Gay life in Chicago this week, back in...
One cover story in August 1974 Chicago Gay Crusader reads: "After three months of operation, the VD Treatment Center operated by Gay Horizons and the Gay Medical Students Association expands it hours of service.
It is now open each Wednesday from 7:30 to 11:00 p.m. at Liberty Hall, 2440 N. Lincoln Ave."
(Image: Chicago's Disco Fest. – Gay Chicago August 23, 1979)
Bobby Barfly writes in Chicago Gay Crusader: "Hi friends. It's been a while since I've done my thing in the Gay Crusader. I've been too busy in the bars. A NEW PLACE opened where I've always said a gay bar should be. On Broadway, the Closet (3325 N. Broadway) is Chicago's first mixed bar. That's right. There's almost an equal number of gay men and lesbians. It's nice to have a place where we can all get together sometimes."
The Gay Chicago sports page reads: "REDOUBT IN THE GAY WORLD SERIES: Sunday August 17th saw the conclusion of the Windy City Athletic Association's 1986 softball season. The Redoubt Reds took top honors winning all but one of their games throughout the season, Bulldog Road took second place and the Harrod Sign Company took third place. The Reds will now go on to New York City to represent Chicago and the Windy City Athletic Association in the Gay World Series August 24-30."
In Gay Chicago, Linda Henderson writes: "The incidents of verbal and physical abuse of gay men has increased, particularly in the New Town area. The responsiveness of the Town Hall police to these abuses has decreased.
"One bar owner was himself thrown in jail after asking the police to eject a disruptive customer from his bar. They told the friends who tried unsuccessfully to bail him out that he was there because of his ‘attitude.'
"Another man, a victim of a bashing, was told by a responding policeman that the police had been ‘putting up with gays for years.'"
Alderman Bernard Hansen (D-44th) announces the appointment of Dale Sapper as the new Community Relations representative for the 44th Ward. Sapper, the third gay businessman to serve on the alderman's staff, will be responsible for researching and proposing solutions or legislation on a variety of community issues, including AIDS medical care and funding within the city, and gay rights legislation, as well as issues facing the entire ward.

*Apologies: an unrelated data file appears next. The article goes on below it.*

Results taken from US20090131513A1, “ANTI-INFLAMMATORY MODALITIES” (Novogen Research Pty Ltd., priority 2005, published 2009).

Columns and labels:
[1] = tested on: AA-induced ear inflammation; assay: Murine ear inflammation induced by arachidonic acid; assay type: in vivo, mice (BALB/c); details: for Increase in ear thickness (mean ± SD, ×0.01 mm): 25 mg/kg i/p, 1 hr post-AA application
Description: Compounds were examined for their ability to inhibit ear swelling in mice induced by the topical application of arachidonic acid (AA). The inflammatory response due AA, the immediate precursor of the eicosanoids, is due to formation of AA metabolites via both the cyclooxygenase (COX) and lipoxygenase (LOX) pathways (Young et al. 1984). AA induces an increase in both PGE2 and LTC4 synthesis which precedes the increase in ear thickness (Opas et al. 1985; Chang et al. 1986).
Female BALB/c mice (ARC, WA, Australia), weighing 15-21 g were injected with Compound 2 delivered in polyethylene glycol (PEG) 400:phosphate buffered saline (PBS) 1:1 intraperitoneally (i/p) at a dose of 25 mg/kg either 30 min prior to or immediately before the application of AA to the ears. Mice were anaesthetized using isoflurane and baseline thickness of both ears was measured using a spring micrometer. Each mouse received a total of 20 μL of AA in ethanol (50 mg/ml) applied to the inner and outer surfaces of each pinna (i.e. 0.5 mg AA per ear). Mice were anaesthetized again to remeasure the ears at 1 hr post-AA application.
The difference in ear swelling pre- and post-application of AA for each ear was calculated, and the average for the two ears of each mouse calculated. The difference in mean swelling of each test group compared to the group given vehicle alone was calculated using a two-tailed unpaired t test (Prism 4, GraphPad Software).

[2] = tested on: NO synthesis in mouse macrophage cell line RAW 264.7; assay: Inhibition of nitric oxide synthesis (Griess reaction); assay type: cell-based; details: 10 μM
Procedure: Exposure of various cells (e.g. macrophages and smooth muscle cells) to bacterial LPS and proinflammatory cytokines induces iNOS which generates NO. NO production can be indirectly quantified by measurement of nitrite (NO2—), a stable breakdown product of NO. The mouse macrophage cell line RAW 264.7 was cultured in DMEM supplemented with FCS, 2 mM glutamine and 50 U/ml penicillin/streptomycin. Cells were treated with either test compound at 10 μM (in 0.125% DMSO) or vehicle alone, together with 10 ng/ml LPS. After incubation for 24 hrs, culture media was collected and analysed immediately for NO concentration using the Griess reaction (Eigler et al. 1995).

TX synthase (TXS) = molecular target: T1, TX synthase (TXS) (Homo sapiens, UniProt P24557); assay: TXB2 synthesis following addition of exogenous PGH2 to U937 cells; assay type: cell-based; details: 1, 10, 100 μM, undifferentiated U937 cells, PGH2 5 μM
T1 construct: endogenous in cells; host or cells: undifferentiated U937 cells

Events in the bars and clubs this week include every Tuesday at Hunger, 3336 N. Milwaukee, a hot pants contest hosted by Miss Ketty with DJ Mike Zuaz; a Night at El Morocco with Kenned and Carl is at Hideaway II, 7301 W. Roosevelt Road, Forest Park, Illinois; Sidetrack, 3349 N. Halsted, hosts a benefit for Lesbian/Gay Voter IMPACT. David Orr, Cook County Clerk speaks on the importance of voter registration; a Wet Jockey Shorts Contest at L.A. Connection, 3700, N. Halsted; Teri Bristol rocks the catacombs at Cairo, 720 N. Wells St.; Mark Hawbecker is performing at Gentry of Chicago, 712 N. Rush St.; construction is still in progress at Lucky Horseshoe Lounge, 3169 N. Halsted, so it's a Hard Hat III party; Daisy Mae is welcomed at Maneuvers, 118 E. Jefferson Street, Joliet, Illinois; Siros presents White Knight Out, a party to benefit Howard Brown Memorial Clinic at Vortex, 3641 N. Halsted.
(Image: Bare Chested Party – Gay Chicago July 23, 1987)
Oz Productions presents their 3rd Annual AIDS Fundraiser at the Clubhouse, 440 N. Halsted. Guest performers are the Joel Hall Dancers and Mirage featuring Melanie Turner. Proceeds go to Kupona Network.
The season's top selling gay science fiction at People Like Us Bookstore, 3321 N. Clark St.: 1) "Enchantments of the Flesh & Spirit" – Storm Constantine; 2) "The Man Who Folded Himself" – David Gerrold; 3) "Bardic Voice" – Mercedes Lackey; 4) "Stars in My Pocket Like Grains of Sand" – Samuel Delaney; 5) "Magic's Pawn" – Mercedes Lackey.
A Country Western Dance for Women, a benefit for Hotwire magazine, is held at 1545 W. Morse.
Thanks go to publishers Michael Bergeron for Chicago Gay Crusader, Ralph Gernhardt for Gay Chicago, Grant Ford and Chuck Renslow for Gay Life and Tracy Baim for all the publications at the Windy City Media Group, which aided the above research. St. Sukie de la Croix is an internationally published reporter, playwright, photographer and historian. He is also the author of the book Chicago Whispers: A History of LGBT Chicago Before Stonewall published by the University of Wisconsin Press.
Who or what was Siros?
What happened to Daisy Mae? I heard she became a born-again Christian and lives in a trailer park.
Was the Clubhouse a Bar?